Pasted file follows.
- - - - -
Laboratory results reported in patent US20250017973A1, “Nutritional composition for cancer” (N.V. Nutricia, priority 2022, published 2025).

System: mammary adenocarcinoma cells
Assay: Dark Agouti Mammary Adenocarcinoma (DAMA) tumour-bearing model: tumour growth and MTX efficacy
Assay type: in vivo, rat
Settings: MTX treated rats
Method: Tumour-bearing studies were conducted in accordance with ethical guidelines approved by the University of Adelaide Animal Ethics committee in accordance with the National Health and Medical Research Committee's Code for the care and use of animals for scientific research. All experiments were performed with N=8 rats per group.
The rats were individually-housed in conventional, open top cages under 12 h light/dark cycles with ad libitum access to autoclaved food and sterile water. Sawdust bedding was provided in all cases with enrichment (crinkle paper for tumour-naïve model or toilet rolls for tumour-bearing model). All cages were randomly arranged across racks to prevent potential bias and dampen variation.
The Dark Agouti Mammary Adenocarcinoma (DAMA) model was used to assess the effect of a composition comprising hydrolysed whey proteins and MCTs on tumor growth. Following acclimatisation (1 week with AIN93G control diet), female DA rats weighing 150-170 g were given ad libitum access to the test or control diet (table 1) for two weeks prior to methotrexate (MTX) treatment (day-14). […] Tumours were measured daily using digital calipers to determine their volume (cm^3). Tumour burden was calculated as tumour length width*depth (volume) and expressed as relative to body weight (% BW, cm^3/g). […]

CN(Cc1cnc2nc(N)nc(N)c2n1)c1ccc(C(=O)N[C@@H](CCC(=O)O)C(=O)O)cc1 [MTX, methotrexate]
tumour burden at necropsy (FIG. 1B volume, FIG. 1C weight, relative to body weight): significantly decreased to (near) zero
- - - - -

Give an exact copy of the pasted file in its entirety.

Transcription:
Laboratory results reported in patent US20250017973A1, “Nutritional composition for cancer” (N.V. Nutricia, priority 2022, published 2025).

System: mammary adenocarcinoma cells
Assay: Dark Agouti Mammary Adenocarcinoma (DAMA) tumour-bearing model: tumour growth and MTX efficacy
Assay type: in vivo, rat
Settings: MTX treated rats
Method: Tumour-bearing studies were conducted in accordance with ethical guidelines approved by the University of Adelaide Animal Ethics committee in accordance with the National Health and Medical Research Committee's Code for the care and use of animals for scientific research. All experiments were performed with N=8 rats per group.
The rats were individually-housed in conventional, open top cages under 12 h light/dark cycles with ad libitum access to autoclaved food and sterile water. Sawdust bedding was provided in all cases with enrichment (crinkle paper for tumour-naïve model or toilet rolls for tumour-bearing model). All cages were randomly arranged across racks to prevent potential bias and dampen variation.
The Dark Agouti Mammary Adenocarcinoma (DAMA) model was used to assess the effect of a composition comprising hydrolysed whey proteins and MCTs on tumor growth. Following acclimatisation (1 week with AIN93G control diet), female DA rats weighing 150-170 g were given ad libitum access to the test or control diet (table 1) for two weeks prior to methotrexate (MTX) treatment (day-14). […] Tumours were measured daily using digital calipers to determine their volume (cm^3). Tumour burden was calculated as tumour length width*depth (volume) and expressed as relative to body weight (% BW, cm^3/g). […]

CN(Cc1cnc2nc(N)nc(N)c2n1)c1ccc(C(=O)N[C@@H](CCC(=O)O)C(=O)O)cc1 [MTX, methotrexate]
tumour burden at necropsy (FIG. 1B volume, FIG. 1C weight, relative to body weight): significantly decreased to (near) zero